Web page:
Minnesota Hockey Magazine

Schwartz: The Trip of a Lifetime

Featured Image:
The Bolshoy Ice Dome will serve as the primary hockey venue for the 2014 Winter Olympics in Sochi, Russia.

Olympic participation is an honor, even for those covering the Games …

I am about to embark on the greatest sports adventure of my career, heck my life.

Featured Image: The Bolshoy Ice Dome will serve as the primary hockey venue for the 2014 Winter Olympics in Sochi, Russia.

Featured Image:
The Bolshoy Ice Dome will serve as the primary hockey venue for the 2014 Winter Olympics in Sochi, Russia.

On Feb. 1, I will have the privilege of going to Sochi, Russia to cover the 2014 Winter Olympic Games for my employer, KARE11-TV. I will be covering a lot of sports, visiting with a lot of people (Minnesotans and others) and hopefully giving people a taste of what it’s like to be there. I will also be chronicling my journey here with Minnesota Hockey Magazine.

I have done a lot of thinking in the past six months, from the time I first was asked to go. A decision I had initially pondered turning down. I mean, who would want to go half way around the world and experience something as amazing as the Olympic Games? Believe it or not the idea of being away from my wife and kids was almost more than I could bear. Until that same wife told me that I’d be a fool to turn down this opportunity. Especially considering my affinity for hockey and the connections which I have in the hockey community. Boy am I glad that she talked me into it.

My entire career has been working up to this point. In a way, I can understand how some of the athletes feel as they prepare to go. No, I have not dedicated myself physically as they have (there is plenty of photographic evidence of this) but I have dedicated myself to my craft and my job and this will clearly be the highest point, to date.

Part of my preparation for my trip has been doing stories on the athletes and players that will take part in the Games. In talking with NHLer’s I was surprised to see just how much this meant to them. For the NHL guys, they make a darn good living playing in the league and put everything on the line to reach that ultimate goal of the Stanley Cup. But the message I kept hearing over and over again, was just how special it is to wear the Team USA colors. That, even though it’s just a friendly tournament, in which they do NOT get paid extra, and that by playing in it they risk an injury that could affect their NHL career, the Olympics is still an honor to beat all honors.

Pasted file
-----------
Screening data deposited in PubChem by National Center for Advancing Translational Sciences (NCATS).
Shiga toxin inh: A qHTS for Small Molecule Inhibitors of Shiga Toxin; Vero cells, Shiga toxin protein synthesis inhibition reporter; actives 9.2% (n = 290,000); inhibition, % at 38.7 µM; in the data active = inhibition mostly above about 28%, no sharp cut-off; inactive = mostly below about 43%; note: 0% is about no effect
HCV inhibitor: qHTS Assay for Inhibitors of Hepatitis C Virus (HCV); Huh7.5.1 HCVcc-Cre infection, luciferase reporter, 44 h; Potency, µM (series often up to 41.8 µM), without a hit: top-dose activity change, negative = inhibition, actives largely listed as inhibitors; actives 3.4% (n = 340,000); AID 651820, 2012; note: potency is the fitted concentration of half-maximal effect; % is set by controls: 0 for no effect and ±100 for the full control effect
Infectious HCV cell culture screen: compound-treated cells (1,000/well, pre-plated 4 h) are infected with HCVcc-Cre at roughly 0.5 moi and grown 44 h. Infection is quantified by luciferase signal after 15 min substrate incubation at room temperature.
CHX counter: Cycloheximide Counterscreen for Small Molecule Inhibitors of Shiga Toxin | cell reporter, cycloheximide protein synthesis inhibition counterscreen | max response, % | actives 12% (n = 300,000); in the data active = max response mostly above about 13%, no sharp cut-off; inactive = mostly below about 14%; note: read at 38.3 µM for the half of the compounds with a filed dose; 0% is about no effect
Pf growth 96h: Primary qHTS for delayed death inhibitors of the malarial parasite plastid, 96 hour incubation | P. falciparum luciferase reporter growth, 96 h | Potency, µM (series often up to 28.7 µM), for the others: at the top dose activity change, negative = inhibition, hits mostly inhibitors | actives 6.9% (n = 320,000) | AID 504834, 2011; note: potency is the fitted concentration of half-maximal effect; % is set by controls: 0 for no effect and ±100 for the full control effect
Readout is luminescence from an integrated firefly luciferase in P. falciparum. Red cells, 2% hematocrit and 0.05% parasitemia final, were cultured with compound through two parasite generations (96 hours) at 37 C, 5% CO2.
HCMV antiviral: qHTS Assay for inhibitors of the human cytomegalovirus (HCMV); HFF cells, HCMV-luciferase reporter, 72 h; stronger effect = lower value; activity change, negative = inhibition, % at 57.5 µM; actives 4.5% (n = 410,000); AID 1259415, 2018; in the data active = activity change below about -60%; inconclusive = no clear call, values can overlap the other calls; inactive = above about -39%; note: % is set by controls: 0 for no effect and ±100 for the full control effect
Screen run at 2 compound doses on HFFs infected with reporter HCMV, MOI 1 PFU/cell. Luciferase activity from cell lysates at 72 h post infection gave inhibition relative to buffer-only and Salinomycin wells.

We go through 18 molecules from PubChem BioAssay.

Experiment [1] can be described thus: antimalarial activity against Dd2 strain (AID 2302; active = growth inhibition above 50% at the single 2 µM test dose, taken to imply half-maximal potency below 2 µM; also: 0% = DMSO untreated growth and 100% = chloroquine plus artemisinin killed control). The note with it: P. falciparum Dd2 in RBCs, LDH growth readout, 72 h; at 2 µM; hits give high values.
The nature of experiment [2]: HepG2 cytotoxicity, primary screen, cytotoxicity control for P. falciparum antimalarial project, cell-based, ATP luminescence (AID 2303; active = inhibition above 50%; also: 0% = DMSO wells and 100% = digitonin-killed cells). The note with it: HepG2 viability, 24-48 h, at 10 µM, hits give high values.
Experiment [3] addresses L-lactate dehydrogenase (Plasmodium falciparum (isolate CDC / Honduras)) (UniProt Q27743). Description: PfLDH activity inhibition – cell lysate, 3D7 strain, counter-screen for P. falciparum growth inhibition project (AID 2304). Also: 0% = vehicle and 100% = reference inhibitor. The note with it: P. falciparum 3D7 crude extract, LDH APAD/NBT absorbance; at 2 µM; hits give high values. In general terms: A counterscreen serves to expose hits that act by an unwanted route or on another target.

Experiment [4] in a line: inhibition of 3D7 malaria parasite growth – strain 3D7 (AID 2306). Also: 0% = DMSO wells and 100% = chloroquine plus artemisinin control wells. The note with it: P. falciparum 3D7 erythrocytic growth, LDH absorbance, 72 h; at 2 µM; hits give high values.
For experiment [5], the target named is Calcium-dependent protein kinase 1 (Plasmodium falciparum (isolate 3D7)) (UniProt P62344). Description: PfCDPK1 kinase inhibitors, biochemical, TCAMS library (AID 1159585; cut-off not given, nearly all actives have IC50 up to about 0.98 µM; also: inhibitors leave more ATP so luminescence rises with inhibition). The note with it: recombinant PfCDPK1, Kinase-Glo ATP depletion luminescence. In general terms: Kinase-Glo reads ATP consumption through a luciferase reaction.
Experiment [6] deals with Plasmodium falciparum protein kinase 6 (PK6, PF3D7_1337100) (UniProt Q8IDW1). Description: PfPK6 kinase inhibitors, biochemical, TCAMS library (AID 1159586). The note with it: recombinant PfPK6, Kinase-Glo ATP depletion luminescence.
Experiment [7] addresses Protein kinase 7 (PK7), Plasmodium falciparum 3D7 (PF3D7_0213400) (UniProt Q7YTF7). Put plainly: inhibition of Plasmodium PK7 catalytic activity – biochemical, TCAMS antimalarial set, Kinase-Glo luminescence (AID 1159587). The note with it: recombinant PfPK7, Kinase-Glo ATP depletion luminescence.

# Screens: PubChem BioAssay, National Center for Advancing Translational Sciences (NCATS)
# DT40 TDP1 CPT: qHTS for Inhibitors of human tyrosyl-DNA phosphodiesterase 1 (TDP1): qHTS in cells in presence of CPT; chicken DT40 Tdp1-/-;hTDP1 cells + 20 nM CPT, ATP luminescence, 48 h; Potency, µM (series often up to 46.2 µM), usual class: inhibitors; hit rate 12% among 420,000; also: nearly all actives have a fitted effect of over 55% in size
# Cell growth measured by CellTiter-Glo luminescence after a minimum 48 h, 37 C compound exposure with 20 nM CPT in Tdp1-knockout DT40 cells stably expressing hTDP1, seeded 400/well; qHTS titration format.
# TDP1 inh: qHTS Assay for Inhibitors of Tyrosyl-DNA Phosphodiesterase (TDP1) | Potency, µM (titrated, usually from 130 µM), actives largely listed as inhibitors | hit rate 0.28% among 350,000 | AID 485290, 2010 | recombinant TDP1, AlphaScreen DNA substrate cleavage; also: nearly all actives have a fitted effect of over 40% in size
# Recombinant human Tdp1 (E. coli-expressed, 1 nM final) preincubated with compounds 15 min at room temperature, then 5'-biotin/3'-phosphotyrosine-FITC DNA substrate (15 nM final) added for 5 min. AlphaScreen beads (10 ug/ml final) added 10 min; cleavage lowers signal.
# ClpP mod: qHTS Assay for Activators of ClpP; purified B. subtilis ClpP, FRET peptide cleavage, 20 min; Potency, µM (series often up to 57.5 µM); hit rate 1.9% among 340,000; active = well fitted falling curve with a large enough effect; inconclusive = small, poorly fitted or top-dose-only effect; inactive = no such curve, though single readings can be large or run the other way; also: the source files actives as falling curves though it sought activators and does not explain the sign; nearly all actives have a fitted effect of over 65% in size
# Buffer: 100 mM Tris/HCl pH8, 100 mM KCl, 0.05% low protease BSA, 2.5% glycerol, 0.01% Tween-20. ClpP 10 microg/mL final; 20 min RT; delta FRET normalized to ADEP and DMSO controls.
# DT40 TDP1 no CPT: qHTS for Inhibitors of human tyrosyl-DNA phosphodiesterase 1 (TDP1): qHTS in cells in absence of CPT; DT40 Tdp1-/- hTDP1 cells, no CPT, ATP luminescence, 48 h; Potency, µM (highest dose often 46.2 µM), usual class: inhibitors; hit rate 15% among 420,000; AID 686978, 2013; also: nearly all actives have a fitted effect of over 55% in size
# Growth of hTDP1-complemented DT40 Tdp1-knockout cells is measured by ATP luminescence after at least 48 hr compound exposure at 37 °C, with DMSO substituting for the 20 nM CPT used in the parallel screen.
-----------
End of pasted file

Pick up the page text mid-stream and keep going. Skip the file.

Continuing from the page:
In a conversation I had with Zach Parise just a few weeks ago, he joked that if he and teammate Mikko Koivu were going for the puck along the boards he’d throw a check and try to get him off of it. And that he’d expect Koivu to do the exact same thing. The alliances that they have with each other in the Wild locker room don’t mean anything over there. All that matters is the country on the front of their jersey, not the name on the back.

On the women’s side, because there is no women’s version of the NHL, the Olympics are the pinnacle of their sport. Talk with any member of Team USA for two minutes and you’ll see this. In conversations with some of the players they oozed pride for their country, talking about how much of an honor it is to play for Team USA and the respect they have been getting from friends, family and even strangers when they find out they’ll be on the ice in Sochi.

My assignment over the past few months has been to catch up with Minnesota athletes who are preparing for the Olympic Games, so naturally I’ve been talking a lot of hockey players. The Team USA rosters are packed with Minnesotans or players with Minnesota ties, 15 total (10 men, 5 women) more than any other state in the union.

I have found out that saying that Minnesota is simply “good at hockey” is an understatement. Instead of the land of “10 thousand lakes”, Minnesota should be called the land of “10 thousand skates”. It’s no coincidence that kids that grow up on the pond playing hockey turn into Olympians. Playing for the love of the game, whether it’s on the pond for bragging rights, or for world bragging rights, always means a lot. As Gigi Marvin reminisced about her beloved town of Warroad, MN to me she told me a story about a normal Sunday night at 10:30pm. An arena sheet was completely empty accept for a father and his sons having a shootout competition. Marvin, while grinning ear to ear, said that’s just how they do things in Warroad and she’s right. Marvin refers to Warroad as “Hockey Town USA”, but in actuality it’s our entire state that’s become USA Hockey.

February certainly promises to be a memorable experience for all of us. I’m not sure if the men’s and women’s team can take home the gold. I can tell you that they will fight for it as hard as any other country, which is what makes the Olympics great. And I am honored to be able to be on the front lines in 2014.